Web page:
Cheered too soon
We have already found our camping rhythm back so we were awake early and on the bikes little later. The day started out with a downhill, thirty minutes rolling on a good road to the next city, Dilijan, then another thirty minutes of rolling within the city. All our hard pedaled meters of altitude! We cycled them down again within an hour.
From Dilijan to Sevan we were expecting 15 km of torture.
It was the way up to 2170 Meters above the Sea level and we have just been rolling down on 1230 Meters. We actually solved it pretty good. It took us around 4 hours to get to the top. We made a pause in front of the redemptive tunnel and drank a lot of cool and fresh spring water. Wow, we felt like heroes up there and celebrated our success, What we did not know was: we celebrated three kilometers too early.
Tunnel-Support on two wheels
Just when we were about to enter, a man in a motorbike from Poland approached us. He said, “You know what? It is rather dangerous there. I will escort you. Pedal fast and I will drive slowly behind you and it should all be ok.” So we did. We entered the tunnel and got caught by the darkness. Most of the tunnels we drove through had no light at all but these few lamps did not help a lot either. We could not see the end of the tunnel, the only thing that we saw was that it was going straight uphill.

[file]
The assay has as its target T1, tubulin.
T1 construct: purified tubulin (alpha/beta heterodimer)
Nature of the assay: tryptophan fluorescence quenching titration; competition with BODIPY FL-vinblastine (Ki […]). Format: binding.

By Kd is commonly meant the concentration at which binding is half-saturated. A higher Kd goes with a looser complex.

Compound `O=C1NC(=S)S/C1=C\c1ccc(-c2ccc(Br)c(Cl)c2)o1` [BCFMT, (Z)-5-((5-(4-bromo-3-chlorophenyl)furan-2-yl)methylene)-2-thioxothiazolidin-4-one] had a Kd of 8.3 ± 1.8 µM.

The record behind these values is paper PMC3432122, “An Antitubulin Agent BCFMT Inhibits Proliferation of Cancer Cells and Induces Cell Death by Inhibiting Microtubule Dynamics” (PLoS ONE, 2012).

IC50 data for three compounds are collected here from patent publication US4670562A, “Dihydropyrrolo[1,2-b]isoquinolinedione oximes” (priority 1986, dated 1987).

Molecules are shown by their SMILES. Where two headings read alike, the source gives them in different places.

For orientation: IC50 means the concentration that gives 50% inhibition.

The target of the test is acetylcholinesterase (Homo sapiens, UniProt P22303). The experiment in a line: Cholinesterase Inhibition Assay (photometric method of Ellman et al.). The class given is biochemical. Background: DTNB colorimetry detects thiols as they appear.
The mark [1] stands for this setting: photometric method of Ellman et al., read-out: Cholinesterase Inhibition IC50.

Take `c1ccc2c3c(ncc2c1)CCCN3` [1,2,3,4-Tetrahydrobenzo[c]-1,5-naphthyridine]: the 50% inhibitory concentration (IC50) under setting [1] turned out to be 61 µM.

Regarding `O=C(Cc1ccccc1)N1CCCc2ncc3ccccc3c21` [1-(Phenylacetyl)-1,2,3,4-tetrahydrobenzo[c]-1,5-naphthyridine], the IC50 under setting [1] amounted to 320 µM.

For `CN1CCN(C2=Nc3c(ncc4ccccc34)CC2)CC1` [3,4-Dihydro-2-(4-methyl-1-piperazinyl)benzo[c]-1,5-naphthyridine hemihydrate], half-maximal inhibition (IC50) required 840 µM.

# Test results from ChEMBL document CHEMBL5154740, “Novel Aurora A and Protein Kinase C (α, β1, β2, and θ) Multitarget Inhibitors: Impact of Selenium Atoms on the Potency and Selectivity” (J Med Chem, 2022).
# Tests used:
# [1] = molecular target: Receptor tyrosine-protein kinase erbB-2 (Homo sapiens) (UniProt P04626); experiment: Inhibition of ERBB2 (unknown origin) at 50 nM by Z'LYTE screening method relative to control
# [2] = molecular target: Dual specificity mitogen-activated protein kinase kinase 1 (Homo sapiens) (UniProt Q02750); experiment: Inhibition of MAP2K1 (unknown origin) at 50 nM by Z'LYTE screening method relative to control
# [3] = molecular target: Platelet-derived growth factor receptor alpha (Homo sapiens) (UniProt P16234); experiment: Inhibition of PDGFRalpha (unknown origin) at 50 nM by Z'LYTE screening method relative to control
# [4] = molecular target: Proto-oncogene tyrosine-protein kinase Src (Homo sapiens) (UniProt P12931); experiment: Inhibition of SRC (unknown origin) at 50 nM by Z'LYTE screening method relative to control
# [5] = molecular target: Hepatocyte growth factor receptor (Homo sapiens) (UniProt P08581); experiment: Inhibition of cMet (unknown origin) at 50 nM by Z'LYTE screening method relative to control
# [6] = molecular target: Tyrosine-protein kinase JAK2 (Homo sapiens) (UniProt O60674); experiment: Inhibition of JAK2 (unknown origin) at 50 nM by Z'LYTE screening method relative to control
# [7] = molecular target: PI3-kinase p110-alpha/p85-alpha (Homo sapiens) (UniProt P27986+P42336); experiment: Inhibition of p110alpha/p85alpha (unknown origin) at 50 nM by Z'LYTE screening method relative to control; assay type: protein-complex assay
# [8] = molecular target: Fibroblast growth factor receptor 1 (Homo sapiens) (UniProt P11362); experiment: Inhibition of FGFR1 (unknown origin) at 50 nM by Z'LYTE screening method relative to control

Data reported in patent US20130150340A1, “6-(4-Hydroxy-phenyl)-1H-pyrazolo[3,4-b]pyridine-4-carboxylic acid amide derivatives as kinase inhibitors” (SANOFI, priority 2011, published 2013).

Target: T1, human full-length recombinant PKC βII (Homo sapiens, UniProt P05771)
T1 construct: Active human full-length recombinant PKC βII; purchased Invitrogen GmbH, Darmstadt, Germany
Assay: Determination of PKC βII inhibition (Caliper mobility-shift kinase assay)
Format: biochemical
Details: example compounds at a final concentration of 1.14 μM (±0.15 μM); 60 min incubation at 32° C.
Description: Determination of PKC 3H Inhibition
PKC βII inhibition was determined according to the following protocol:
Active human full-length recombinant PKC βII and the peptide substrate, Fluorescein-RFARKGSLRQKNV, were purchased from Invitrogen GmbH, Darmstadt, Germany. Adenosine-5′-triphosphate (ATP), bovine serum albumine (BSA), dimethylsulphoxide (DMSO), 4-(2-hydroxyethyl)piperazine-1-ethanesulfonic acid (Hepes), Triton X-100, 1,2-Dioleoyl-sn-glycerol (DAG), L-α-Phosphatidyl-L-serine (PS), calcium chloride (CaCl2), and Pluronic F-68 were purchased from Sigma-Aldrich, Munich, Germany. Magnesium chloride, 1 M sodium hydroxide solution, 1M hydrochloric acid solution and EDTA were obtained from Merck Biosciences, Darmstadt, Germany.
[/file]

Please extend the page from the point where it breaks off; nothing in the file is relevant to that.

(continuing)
We raised our speed and heartbeats to the limit. Still the cars behind us were blowing their horns, they wanted to overtake but waited until there was no traffic from the front. It was very scary but somehow we managed to get our strength back, just enough to make one last effort. We cycled as fast as we could and I just wanted to throw the bike on the floor and myself next to it. When it was finished we were so ever grateful for the motorcyclist. Of course we ended up exchanging e-mails and promised to visit Poland sometime. He was travelling along with two friends around the Black Sea and made an extra way for Armenia. “Thank God for that”, we both thought, “he saved us”.
Rolling down into the city
We celebrated the real success some kilometers further (downhill) with a bright red soda that contained more sugar and colors than water. Wow, what a day. Now it was all downhill to the Sevan Lake where we ate some of the famous white fish waiting for the daily shower to finish. On the lake’s side we enjoyed the first flat kilometers since we entered the country. What a great feeling!
We followed the street to Yerevan that now changed into a big highway with a shoulder only for us. The wild blew softly from our back and pushed us up the few little hills. But mostly we cycled downhill. When it was getting dark we decided to sleep next to a restaurant on the road, again it was an easy task to do.
The next day we practically rolled down for 30 Kilometers and arrived safely and sound to yet another capital city: Yerevan.